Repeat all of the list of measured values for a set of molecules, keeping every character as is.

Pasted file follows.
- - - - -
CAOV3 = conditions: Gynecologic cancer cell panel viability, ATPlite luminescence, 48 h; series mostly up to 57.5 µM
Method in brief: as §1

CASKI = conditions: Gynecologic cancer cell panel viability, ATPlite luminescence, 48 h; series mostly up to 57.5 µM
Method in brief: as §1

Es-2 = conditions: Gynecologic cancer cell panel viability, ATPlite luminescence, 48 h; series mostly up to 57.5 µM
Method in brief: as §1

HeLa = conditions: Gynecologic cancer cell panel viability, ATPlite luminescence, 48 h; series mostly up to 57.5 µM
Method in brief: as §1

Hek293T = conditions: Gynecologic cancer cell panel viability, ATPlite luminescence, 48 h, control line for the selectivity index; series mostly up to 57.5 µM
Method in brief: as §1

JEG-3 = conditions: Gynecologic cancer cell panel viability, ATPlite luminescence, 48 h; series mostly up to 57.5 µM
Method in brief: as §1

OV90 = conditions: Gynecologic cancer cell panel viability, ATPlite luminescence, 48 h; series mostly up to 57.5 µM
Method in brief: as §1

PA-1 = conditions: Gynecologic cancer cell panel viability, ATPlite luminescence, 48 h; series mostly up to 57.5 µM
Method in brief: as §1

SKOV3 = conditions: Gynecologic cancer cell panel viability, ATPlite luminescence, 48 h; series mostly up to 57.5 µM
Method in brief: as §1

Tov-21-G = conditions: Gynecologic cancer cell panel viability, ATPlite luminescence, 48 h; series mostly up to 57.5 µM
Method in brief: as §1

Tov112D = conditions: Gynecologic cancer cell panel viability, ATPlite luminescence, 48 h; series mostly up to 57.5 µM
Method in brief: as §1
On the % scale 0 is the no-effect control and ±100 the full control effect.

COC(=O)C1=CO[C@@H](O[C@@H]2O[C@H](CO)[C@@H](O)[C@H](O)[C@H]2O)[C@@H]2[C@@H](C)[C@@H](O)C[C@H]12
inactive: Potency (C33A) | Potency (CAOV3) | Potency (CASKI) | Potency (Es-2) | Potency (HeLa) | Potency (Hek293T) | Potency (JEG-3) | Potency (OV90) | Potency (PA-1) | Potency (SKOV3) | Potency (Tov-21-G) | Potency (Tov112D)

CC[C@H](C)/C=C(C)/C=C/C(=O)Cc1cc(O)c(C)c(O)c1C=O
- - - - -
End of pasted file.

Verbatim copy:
CAOV3 = conditions: Gynecologic cancer cell panel viability, ATPlite luminescence, 48 h; series mostly up to 57.5 µM
Method in brief: as §1

CASKI = conditions: Gynecologic cancer cell panel viability, ATPlite luminescence, 48 h; series mostly up to 57.5 µM
Method in brief: as §1

Es-2 = conditions: Gynecologic cancer cell panel viability, ATPlite luminescence, 48 h; series mostly up to 57.5 µM
Method in brief: as §1

HeLa = conditions: Gynecologic cancer cell panel viability, ATPlite luminescence, 48 h; series mostly up to 57.5 µM
Method in brief: as §1

Hek293T = conditions: Gynecologic cancer cell panel viability, ATPlite luminescence, 48 h, control line for the selectivity index; series mostly up to 57.5 µM
Method in brief: as §1

JEG-3 = conditions: Gynecologic cancer cell panel viability, ATPlite luminescence, 48 h; series mostly up to 57.5 µM
Method in brief: as §1

OV90 = conditions: Gynecologic cancer cell panel viability, ATPlite luminescence, 48 h; series mostly up to 57.5 µM
Method in brief: as §1

PA-1 = conditions: Gynecologic cancer cell panel viability, ATPlite luminescence, 48 h; series mostly up to 57.5 µM
Method in brief: as §1

SKOV3 = conditions: Gynecologic cancer cell panel viability, ATPlite luminescence, 48 h; series mostly up to 57.5 µM
Method in brief: as §1

Tov-21-G = conditions: Gynecologic cancer cell panel viability, ATPlite luminescence, 48 h; series mostly up to 57.5 µM
Method in brief: as §1

Tov112D = conditions: Gynecologic cancer cell panel viability, ATPlite luminescence, 48 h; series mostly up to 57.5 µM
Method in brief: as §1
On the % scale 0 is the no-effect control and ±100 the full control effect.

COC(=O)C1=CO[C@@H](O[C@@H]2O[C@H](CO)[C@@H](O)[C@H](O)[C@H]2O)[C@@H]2[C@@H](C)[C@@H](O)C[C@H]12
inactive: Potency (C33A) | Potency (CAOV3) | Potency (CASKI) | Potency (Es-2) | Potency (HeLa) | Potency (Hek293T) | Potency (JEG-3) | Potency (OV90) | Potency (PA-1) | Potency (SKOV3) | Potency (Tov-21-G) | Potency (Tov112D)

CC[C@H](C)/C=C(C)/C=C/C(=O)Cc1cc(O)c(C)c(O)c1C=O